It turns out DeMaurice Smith, Executive Director of the NFL Players Association, has a soft spot for Israel and “would love to bring 15 of our players out there to help boost the growth of football in the Holy Land.” NFL Commissioner Roger Goodell concurred.

“That would be a special trip that I’d love to take part in,” he remarked, likely without realizing that he was going to be held to this “promise.”

Cocktails were followed by dinner, during which Mr. Kraft called up a panel of former Patriots – Troy Brown, Rodney Harrison, Teddy Bruschi, Willie McGinest, Adam Vinatieri and Ty Law – to speak about their experiences as teammates on multiple Super Bowl-winning clubs.

The overarching theme of the discussion was how much work, yet how much fun, it is to be a part of successful football team.

These guys were like brothers, making fun of each other, chiding each other, but expressing deep love for the each other and the bond built over championships.

“People think that luck is big part of the reason this franchise won three Super Bowls in four years,” exclaimed Harrison. “Maybe luck played a tiny role but, man, the amount of work and dedication it takes by players, coaches, management and ownership to reach the pinnacle of this sport not once, but time and again, is something that goes far beyond anything I can describe.”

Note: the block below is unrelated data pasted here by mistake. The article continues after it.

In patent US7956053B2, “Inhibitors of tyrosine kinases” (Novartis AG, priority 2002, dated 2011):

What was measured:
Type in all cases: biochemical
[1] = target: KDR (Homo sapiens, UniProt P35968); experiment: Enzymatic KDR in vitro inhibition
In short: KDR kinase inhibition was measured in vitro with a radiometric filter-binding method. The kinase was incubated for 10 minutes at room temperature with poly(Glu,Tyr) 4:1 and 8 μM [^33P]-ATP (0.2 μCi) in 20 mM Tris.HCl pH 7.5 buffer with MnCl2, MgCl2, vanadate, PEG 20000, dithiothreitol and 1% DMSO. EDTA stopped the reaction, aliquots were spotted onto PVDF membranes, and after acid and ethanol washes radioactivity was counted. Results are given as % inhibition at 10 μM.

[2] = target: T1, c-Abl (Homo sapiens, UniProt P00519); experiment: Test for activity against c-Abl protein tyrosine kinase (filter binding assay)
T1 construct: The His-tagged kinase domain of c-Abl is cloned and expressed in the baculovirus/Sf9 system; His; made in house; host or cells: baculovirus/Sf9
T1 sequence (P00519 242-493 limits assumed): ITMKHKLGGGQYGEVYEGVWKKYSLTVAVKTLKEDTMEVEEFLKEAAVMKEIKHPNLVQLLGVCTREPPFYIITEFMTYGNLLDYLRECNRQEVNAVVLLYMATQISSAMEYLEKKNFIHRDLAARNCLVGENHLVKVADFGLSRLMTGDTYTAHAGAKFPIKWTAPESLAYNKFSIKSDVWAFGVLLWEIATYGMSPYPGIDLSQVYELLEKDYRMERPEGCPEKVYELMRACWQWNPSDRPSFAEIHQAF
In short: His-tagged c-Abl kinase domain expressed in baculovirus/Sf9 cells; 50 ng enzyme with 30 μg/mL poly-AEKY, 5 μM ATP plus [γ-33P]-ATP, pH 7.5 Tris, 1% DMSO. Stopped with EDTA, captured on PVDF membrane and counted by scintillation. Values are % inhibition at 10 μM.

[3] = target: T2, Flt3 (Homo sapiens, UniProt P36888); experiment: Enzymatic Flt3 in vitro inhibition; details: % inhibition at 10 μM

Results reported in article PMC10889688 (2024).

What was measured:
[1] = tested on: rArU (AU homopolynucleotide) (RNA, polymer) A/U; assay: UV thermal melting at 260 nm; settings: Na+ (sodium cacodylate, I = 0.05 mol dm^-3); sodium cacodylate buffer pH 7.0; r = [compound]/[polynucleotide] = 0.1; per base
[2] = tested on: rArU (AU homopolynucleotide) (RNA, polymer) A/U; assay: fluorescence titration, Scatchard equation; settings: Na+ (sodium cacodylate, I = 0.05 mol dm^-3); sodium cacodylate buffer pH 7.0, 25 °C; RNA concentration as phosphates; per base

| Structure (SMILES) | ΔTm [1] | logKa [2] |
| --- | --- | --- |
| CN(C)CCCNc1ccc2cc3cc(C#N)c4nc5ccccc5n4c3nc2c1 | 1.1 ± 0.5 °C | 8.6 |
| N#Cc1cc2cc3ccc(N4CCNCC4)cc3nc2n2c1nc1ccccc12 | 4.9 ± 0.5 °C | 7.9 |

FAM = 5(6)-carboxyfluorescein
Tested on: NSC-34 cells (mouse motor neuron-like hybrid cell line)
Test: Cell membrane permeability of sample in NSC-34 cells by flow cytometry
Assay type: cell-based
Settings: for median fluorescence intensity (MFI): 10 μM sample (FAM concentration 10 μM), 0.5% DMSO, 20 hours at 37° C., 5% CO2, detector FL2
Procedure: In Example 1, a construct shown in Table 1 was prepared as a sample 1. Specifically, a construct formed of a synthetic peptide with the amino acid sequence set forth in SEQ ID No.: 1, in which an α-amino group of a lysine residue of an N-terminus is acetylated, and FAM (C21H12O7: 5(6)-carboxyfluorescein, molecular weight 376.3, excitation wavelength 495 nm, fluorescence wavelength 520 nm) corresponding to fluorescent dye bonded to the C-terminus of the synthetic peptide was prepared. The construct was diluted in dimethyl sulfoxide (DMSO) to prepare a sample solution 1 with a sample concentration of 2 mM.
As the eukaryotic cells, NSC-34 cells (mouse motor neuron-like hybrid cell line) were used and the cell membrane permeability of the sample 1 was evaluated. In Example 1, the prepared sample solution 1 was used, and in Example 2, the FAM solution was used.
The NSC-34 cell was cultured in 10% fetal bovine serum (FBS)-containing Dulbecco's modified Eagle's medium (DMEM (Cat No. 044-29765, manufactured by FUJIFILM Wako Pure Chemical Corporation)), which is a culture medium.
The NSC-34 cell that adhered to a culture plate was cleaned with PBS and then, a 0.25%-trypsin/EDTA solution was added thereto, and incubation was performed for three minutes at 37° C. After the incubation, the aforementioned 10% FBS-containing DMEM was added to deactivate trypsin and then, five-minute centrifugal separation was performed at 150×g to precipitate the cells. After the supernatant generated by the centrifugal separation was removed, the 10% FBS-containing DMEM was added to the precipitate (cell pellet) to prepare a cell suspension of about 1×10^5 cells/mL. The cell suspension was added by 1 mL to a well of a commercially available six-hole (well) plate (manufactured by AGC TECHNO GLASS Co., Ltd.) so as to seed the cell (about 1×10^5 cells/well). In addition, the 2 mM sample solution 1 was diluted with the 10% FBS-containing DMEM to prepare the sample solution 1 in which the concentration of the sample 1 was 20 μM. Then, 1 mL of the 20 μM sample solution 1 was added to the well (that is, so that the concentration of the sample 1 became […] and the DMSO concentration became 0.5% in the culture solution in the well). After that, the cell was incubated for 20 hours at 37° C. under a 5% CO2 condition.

With Chris Berman – and then Super Bowl broadcaster Al Michaels – moderating the events, the laughter flowed freely.

Former Monday Night Football commentator and comedian Dennis Miller finished off the night with his usual off-color, oft-confusing, but always on-the-effing- point, routine.

Steve Leibowitz, Robert Kraft, Roger Goodell and Uriel Sturm.

“Not many people in the world could be going for their fourth Super Bowl ring and it be far from the best thing that’s happened to them in life. What you and your wife Myra had was something that you rarely see in this world.”

There were some very pro-Israel, pro-cursing, anti-Arab jokes, however the obscurity factor with Miller makes them somewhat difficult to recall with accuracy.